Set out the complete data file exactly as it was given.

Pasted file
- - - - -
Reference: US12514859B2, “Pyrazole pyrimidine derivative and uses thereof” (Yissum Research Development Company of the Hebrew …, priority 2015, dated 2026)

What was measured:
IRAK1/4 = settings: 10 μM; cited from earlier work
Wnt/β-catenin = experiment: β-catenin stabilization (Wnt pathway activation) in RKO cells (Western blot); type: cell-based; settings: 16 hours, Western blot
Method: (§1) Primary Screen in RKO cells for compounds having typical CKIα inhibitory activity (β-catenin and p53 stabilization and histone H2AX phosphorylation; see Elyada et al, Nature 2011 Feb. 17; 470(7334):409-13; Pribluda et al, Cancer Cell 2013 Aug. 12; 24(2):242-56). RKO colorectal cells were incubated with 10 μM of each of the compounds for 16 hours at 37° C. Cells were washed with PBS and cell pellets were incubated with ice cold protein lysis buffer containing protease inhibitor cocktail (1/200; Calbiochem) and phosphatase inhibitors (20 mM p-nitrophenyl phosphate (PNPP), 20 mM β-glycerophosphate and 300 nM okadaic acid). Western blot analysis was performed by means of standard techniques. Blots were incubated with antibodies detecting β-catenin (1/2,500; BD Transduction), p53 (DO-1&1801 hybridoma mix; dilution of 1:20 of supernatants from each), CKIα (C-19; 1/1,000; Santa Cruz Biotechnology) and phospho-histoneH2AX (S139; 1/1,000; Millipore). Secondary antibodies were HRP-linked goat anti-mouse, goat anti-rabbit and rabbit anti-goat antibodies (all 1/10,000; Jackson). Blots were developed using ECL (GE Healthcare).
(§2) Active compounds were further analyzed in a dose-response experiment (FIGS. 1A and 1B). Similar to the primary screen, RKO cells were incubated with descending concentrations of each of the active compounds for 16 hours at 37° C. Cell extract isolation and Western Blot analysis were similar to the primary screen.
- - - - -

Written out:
Reference: US12514859B2, “Pyrazole pyrimidine derivative and uses thereof” (Yissum Research Development Company of the Hebrew …, priority 2015, dated 2026)

What was measured:
IRAK1/4 = settings: 10 μM; cited from earlier work
Wnt/β-catenin = experiment: β-catenin stabilization (Wnt pathway activation) in RKO cells (Western blot); type: cell-based; settings: 16 hours, Western blot
Method: (§1) Primary Screen in RKO cells for compounds having typical CKIα inhibitory activity (β-catenin and p53 stabilization and histone H2AX phosphorylation; see Elyada et al, Nature 2011 Feb. 17; 470(7334):409-13; Pribluda et al, Cancer Cell 2013 Aug. 12; 24(2):242-56). RKO colorectal cells were incubated with 10 μM of each of the compounds for 16 hours at 37° C. Cells were washed with PBS and cell pellets were incubated with ice cold protein lysis buffer containing protease inhibitor cocktail (1/200; Calbiochem) and phosphatase inhibitors (20 mM p-nitrophenyl phosphate (PNPP), 20 mM β-glycerophosphate and 300 nM okadaic acid). Western blot analysis was performed by means of standard techniques. Blots were incubated with antibodies detecting β-catenin (1/2,500; BD Transduction), p53 (DO-1&1801 hybridoma mix; dilution of 1:20 of supernatants from each), CKIα (C-19; 1/1,000; Santa Cruz Biotechnology) and phospho-histoneH2AX (S139; 1/1,000; Millipore). Secondary antibodies were HRP-linked goat anti-mouse, goat anti-rabbit and rabbit anti-goat antibodies (all 1/10,000; Jackson). Blots were developed using ECL (GE Healthcare).
(§2) Active compounds were further analyzed in a dose-response experiment (FIGS. 1A and 1B). Similar to the primary screen, RKO cells were incubated with descending concentrations of each of the active compounds for 16 hours at 37° C. Cell extract isolation and Western Blot analysis were similar to the primary screen.